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Telemedicine in Cardiovascular Diseases
Telehealth and telemedicine, if properly used, may offer advantages for both patients and health professionals. As per the World Health Organization (WHO), telemedicine can be defined as “the delivery of medical services, where distance is a basic factor, by all medical care experts utilizing information and communication technologies (ICT) for the exchanging of adequate information for the treatment, diagnosis and avoidance of illness and wounds, exploration and assessment, and for the proceeding with instruction of medical care suppliers, in the purpose of strengthening individuals health and their networks”. Telemedicine includes the protected transmission of clinical information and data, by voice, text, images, or other forms required for the diagnosis, treatment, and patient follow up.
In recent years, there has been a growing interest in the development of precision medicine approaches in the prevention and treatment of several pathologies with the purpose to offer to patients “the right treatment, to the right patient, at the right time”. In cardiovascular medicine, the potential of precision medicine applies to all stages of disease development and includes risk prediction, preventative measures, and targeted therapeutic approaches . Telehealth and telemedicine enable precision medicine by two routes following data review by a doctor. These include a direct (online) discussion between a patient and doctor regarding a therapy (e.g., change dosing, prescription renewal) and prescriptions to the patient for them to undergo more precise testing and assessment. In both cases, the online session may add information or data to the patient history.
Telehealth and telemedicine, if properly used, may offer advantages for both patients and health professionals . As per the World Health Organization (WHO), telemedicine can be defined as “the delivery of medical services, where distance is a basic factor, by all medical care experts utilizing information and communication technologies (ICT) for the exchanging of adequate information for the treatment, diagnosis and avoidance of illness and wounds, exploration and assessment, and for the proceeding with instruction of medical care suppliers, in the purpose of strengthening individuals health and their networks” . Telemedicine includes the protected transmission of clinical information and data, by voice, text, images, or other forms required for the diagnosis, treatment, and patient follow up.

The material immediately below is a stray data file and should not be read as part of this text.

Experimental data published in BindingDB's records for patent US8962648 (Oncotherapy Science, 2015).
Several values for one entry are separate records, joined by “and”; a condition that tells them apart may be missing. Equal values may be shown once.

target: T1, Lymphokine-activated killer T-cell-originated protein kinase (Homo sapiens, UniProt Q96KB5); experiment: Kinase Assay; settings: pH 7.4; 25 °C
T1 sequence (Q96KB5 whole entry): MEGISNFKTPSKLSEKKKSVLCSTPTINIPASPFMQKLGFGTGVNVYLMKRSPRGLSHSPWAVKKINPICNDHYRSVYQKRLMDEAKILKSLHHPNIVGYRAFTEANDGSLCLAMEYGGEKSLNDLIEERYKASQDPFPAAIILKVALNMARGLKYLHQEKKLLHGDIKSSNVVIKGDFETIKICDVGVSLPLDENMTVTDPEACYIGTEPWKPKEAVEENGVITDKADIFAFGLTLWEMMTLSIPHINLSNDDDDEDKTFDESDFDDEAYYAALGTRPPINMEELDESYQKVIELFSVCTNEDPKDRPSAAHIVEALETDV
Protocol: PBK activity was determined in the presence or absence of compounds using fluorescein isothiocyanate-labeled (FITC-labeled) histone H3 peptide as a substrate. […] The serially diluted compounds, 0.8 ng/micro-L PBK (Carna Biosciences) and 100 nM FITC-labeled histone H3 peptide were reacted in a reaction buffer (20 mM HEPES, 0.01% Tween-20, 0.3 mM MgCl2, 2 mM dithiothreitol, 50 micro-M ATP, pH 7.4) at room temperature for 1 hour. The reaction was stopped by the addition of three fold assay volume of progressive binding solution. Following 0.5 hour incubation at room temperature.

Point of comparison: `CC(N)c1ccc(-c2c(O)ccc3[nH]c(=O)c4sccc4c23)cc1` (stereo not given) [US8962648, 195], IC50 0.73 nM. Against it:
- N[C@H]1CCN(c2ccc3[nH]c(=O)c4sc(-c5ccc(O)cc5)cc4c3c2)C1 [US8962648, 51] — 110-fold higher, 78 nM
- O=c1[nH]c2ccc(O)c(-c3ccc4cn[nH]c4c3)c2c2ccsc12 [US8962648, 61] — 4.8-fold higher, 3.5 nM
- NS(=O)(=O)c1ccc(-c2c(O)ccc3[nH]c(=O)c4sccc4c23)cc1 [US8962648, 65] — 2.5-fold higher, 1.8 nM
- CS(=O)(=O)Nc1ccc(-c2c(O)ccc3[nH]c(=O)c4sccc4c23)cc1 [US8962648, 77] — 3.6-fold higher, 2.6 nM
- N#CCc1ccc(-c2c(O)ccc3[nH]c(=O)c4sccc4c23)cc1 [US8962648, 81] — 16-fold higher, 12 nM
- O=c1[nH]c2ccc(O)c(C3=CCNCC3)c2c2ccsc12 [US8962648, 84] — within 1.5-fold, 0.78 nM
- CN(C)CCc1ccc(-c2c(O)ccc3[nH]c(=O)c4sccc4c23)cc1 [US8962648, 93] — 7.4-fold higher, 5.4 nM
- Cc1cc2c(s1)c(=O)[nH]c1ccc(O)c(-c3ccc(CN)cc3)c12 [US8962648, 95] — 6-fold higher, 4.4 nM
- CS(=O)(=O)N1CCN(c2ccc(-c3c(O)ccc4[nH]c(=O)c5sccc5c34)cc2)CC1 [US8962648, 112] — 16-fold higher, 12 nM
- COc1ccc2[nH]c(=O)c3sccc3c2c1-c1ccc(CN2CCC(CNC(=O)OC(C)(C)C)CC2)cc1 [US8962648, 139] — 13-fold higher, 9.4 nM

The telemedicine field applied to CVD is defined as telecardiology . Personal medications or treatment can be suggested over video or phone conversations with the pill dispenser at hand. Family members or friends (from different locations) can participate in these visits and understand expert suggestions for improving the health literacy of the entire family. On the other hand, patients can remain at home with comfort, which allows welcoming talks with more involvement in decision making about their cardiac health, e.g., monitoring of blood pressure by taking acute readings with home devices. Frequent telemedicine visits can allow doctors to encourage patients to perform BP checkups. Studies have shown that self-observation improves both BP estimations and medicine adherence . Moreover, hypertension is also an ongoing illness that stands at risk of CVDs and benefits largely from successive telehealth visits.
2. Current Insights on Telemedicine in Cardiovascular Diseases
The overall findings of this work highlight the importance of telemedicine and telehealth technologies in the management of personal care among CVD patients. Moreover, they provide evidence of the benefits of cardiovascular care when using telemedicine in developed nations. Many studies are available on telemedicine applications, but sophisticated qualified studies are still very few, and the generalization of most evaluation outcomes is rather limited. However, one positive finding is that the world is now understanding the importance of these technologies because of significant challenges introduced by COVID-19. There has at least been a start in some developing countries, with public bodies ready to improve the economic situation through the adoption of telemedicine. We strongly suggest future developments for the provision of medical services through telemedicine, along with necessary training for both patients and providers, thus resulting in better healthcare and enhanced patient satisfaction.
The entry is from 10.3390/jpm11070658
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